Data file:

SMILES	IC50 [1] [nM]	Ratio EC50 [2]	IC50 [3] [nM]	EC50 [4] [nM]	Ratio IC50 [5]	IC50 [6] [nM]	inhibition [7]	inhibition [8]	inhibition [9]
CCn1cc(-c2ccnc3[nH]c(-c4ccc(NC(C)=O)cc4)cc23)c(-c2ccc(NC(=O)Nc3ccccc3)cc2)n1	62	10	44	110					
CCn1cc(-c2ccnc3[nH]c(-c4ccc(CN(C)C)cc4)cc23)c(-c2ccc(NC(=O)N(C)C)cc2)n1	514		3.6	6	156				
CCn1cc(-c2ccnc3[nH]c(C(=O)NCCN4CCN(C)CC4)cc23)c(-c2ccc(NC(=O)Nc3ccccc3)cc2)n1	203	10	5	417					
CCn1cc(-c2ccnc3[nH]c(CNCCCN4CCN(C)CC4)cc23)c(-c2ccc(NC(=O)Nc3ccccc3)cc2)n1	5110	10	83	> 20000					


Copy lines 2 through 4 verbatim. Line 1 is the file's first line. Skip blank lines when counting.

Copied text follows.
CCn1cc(-c2ccnc3[nH]c(-c4ccc(NC(C)=O)cc4)cc23)c(-c2ccc(NC(=O)Nc3ccccc3)cc2)n1	62	10	44	110					
CCn1cc(-c2ccnc3[nH]c(-c4ccc(CN(C)C)cc4)cc23)c(-c2ccc(NC(=O)N(C)C)cc2)n1	514		3.6	6	156				
CCn1cc(-c2ccnc3[nH]c(C(=O)NCCN4CCN(C)CC4)cc23)c(-c2ccc(NC(=O)Nc3ccccc3)cc2)n1	203	10	5	417					